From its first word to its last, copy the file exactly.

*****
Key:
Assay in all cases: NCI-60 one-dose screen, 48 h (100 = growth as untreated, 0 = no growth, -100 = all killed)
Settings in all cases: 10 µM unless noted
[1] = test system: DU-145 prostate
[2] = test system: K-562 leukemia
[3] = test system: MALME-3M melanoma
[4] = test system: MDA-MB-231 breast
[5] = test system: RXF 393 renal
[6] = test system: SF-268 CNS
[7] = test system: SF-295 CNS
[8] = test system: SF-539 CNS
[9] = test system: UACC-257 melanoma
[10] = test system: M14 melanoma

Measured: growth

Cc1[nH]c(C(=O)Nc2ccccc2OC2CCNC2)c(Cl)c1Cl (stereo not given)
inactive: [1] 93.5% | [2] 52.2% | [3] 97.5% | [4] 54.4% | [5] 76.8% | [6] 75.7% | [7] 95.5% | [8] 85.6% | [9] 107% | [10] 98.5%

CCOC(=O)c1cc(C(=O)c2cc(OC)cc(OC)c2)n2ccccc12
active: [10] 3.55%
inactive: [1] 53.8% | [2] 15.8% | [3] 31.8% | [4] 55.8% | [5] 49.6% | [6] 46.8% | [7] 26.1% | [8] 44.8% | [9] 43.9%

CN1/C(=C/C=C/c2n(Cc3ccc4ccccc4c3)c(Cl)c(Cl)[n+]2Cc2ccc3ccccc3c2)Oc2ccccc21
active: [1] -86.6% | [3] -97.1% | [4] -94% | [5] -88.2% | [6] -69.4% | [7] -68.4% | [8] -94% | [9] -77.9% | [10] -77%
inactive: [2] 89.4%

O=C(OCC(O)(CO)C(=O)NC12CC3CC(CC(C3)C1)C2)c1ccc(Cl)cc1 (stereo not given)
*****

Key:
Assay in all cases: NCI-60 one-dose screen, 48 h (100 = growth as untreated, 0 = no growth, -100 = all killed)
Settings in all cases: 10 µM unless noted
[1] = test system: DU-145 prostate
[2] = test system: K-562 leukemia
[3] = test system: MALME-3M melanoma
[4] = test system: MDA-MB-231 breast
[5] = test system: RXF 393 renal
[6] = test system: SF-268 CNS
[7] = test system: SF-295 CNS
[8] = test system: SF-539 CNS
[9] = test system: UACC-257 melanoma
[10] = test system: M14 melanoma

Measured: growth

Cc1[nH]c(C(=O)Nc2ccccc2OC2CCNC2)c(Cl)c1Cl (stereo not given)
inactive: [1] 93.5% | [2] 52.2% | [3] 97.5% | [4] 54.4% | [5] 76.8% | [6] 75.7% | [7] 95.5% | [8] 85.6% | [9] 107% | [10] 98.5%

CCOC(=O)c1cc(C(=O)c2cc(OC)cc(OC)c2)n2ccccc12
active: [10] 3.55%
inactive: [1] 53.8% | [2] 15.8% | [3] 31.8% | [4] 55.8% | [5] 49.6% | [6] 46.8% | [7] 26.1% | [8] 44.8% | [9] 43.9%

CN1/C(=C/C=C/c2n(Cc3ccc4ccccc4c3)c(Cl)c(Cl)[n+]2Cc2ccc3ccccc3c2)Oc2ccccc21
active: [1] -86.6% | [3] -97.1% | [4] -94% | [5] -88.2% | [6] -69.4% | [7] -68.4% | [8] -94% | [9] -77.9% | [10] -77%
inactive: [2] 89.4%

O=C(OCC(O)(CO)C(=O)NC12CC3CC(CC(C3)C1)C2)c1ccc(Cl)cc1 (stereo not given)